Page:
BACK BRAKES OCCASIONALLY LOCK UP - UNSURE OF CAUSE AND HOW TO FIX
2000 Saturn L300
February, 20, 2014 AT 6:46 AM
Over last month or so, I have had 3 brake problems that may be related.
1. ONE MONTH AGO- One day, while driving, I heard/felt a slight pop sound as if I ran over something small. Upon coming to stop light, I smelled strong burn smell and saw smoke from back of car. It was the back left brake. I pulled over, examined brake, and it appears the back left brake had locked up for some reason. Thinking back to the “pop” I had heard and felt, I guessed that the Emergency/Parking brake had not properly disengaged and the “pop” might have been it releasing. For several weeks, I did not have a problem and thought it was a random event.
2. SUNDAY MORNING- I was in NY state and the temperature was near zero. Upon starting the car that morning, when I began backing up, something felt off. It seemed I needed to give the car more gas than needed. I was unsure, due to driving on snow. After driving a short distance, I heard a very loud noise from back right brake. The back right wheel was entirely locked up and was being dragged upon the ice. I stopped the car, then tried going again. Upon moving an inch or two, there was a loud THUD, and the wheel would lock again. On the dash, the “ABS” light would came on. I turned the car off and started it again. The ABS light went off. Upon driving a couple inches, the THUD and ABS light came on again. However, upon putting the car in reverse, I could drive backwards just fine with no serious resistance from the brake problem. But upon driving forward, the problem came back. I did notice that as I attempted to pull and release the Emergency/parking brake, there seemed to be no resistance at all, causing me to think the emergency brake may not have properly disengaged (as supposed in the first brake problem). I do not know if this could somehow result in triggering the ABS causing the wheel to lock or not. I also am not sure if the severe cold may have contributed to this. There did not appear to be ice build up on the wheels or brake area. After parking the car in a garage over Sunday night, the problem seemed to disappear by Monday morning.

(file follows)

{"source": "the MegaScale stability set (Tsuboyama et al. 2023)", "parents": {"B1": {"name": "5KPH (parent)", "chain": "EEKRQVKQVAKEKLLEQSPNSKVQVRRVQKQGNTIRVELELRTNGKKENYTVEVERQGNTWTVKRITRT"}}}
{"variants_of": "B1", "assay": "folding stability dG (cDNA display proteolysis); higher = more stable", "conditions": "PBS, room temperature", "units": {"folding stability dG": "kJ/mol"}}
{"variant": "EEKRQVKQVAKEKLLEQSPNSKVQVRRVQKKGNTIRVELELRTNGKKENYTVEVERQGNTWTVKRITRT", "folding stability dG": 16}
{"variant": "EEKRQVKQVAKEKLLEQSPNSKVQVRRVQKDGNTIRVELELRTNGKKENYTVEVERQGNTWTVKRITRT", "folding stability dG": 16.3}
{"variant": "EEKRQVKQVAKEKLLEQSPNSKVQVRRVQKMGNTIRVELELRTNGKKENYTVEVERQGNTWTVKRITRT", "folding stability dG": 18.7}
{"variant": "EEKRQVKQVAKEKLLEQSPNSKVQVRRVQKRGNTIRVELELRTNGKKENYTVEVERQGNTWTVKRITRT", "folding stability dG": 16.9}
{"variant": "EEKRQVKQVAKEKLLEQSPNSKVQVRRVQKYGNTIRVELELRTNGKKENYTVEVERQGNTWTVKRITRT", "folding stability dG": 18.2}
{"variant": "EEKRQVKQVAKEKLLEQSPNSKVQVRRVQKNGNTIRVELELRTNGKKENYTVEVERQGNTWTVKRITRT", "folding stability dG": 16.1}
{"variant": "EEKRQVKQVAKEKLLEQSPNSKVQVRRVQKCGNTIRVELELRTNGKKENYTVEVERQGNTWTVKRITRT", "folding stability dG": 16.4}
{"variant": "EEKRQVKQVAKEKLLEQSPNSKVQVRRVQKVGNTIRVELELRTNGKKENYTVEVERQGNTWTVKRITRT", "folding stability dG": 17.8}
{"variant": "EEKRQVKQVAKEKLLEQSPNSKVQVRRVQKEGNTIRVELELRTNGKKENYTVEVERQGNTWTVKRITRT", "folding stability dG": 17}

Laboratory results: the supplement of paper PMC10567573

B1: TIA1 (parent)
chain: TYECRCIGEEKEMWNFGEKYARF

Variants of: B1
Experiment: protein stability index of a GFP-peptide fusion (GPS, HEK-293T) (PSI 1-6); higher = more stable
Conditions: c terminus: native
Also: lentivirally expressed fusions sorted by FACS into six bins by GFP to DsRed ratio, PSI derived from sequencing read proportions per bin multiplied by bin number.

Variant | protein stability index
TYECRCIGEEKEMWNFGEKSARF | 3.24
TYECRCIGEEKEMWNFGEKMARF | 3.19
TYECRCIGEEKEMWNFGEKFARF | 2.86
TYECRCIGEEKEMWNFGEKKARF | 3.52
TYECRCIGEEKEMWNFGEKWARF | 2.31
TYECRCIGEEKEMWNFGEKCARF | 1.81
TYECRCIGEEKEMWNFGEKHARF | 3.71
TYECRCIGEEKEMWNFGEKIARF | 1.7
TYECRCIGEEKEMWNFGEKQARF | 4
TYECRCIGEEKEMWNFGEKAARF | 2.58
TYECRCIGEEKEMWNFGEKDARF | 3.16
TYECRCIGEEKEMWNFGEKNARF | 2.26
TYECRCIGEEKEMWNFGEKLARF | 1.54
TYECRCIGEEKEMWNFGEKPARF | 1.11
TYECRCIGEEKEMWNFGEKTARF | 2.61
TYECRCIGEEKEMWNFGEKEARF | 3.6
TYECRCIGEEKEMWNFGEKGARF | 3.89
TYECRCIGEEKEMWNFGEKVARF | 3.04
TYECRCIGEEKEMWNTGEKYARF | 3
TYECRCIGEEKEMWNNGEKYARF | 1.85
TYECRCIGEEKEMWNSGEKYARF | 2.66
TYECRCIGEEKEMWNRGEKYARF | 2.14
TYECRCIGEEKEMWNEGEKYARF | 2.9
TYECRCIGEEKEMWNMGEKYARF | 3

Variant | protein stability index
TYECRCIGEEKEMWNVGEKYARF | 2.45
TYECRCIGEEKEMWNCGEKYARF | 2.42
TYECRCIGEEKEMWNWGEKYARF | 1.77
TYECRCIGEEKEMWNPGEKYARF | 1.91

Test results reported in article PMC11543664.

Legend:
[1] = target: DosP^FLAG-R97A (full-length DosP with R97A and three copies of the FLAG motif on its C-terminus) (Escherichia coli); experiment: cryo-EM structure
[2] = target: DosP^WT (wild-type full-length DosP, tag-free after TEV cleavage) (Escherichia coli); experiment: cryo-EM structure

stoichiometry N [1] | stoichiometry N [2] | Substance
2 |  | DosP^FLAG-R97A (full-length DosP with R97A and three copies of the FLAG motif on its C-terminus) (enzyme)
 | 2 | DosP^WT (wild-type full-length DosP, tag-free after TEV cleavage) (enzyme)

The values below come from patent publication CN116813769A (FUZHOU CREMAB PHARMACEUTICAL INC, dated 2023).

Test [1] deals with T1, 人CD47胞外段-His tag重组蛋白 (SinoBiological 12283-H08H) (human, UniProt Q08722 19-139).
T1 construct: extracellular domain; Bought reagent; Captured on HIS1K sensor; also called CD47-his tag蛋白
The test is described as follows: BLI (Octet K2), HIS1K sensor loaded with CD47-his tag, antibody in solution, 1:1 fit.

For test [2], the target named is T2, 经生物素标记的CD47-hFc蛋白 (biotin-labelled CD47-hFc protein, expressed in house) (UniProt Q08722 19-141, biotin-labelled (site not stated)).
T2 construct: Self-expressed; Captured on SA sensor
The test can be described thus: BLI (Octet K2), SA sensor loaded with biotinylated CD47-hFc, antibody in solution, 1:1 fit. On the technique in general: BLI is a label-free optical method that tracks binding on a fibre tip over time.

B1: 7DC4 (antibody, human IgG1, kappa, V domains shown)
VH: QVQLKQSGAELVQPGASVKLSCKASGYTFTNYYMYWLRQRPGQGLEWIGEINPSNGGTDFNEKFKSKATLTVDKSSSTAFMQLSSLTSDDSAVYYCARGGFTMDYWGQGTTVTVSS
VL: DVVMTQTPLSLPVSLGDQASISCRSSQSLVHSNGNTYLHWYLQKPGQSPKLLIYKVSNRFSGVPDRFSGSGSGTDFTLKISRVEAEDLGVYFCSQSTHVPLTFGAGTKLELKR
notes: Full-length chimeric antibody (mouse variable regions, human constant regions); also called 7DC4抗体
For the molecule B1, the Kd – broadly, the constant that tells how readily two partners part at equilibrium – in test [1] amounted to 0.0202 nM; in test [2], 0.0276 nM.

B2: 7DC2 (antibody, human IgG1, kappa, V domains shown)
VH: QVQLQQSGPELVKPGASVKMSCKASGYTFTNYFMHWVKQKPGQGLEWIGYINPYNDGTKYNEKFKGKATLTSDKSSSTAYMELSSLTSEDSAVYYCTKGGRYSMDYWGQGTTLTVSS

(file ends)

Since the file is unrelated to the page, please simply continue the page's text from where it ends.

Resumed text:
3. YESTERDAY- Monday, the car drove just fine with no evidence of brake problems. Tuesday, upon coming to a stop light, I smelled a moderately strong burning smell. Unsure if it was my vehicle, I did not stop. Upon getting to my destination, I examined each wheel. The back left brake had a strong burning smell, much like the 1st problem one month ago. The back left brake was the only one to have this smell. My best assumption is that the brake may have locked up, possibly related to the Emergency brake not disengaging.
1st Problem- Felt a pop, saw smoke and strong burn smell from back left brake. Problem disappeared.
2nd Problem- Seems E-brake was locked. ABS completely locked back right wheel. Problem resolved next day in slightly warmer environment.
3rd Problem- Strong burn smell coming from back left brake. Problem resolved itself.
My Best Guess:
Problem with E-brake not properly disengaging. I do not know how this could be connected with the ABS completely locking the back right brake.
Update- Local Tire Shop Explanation: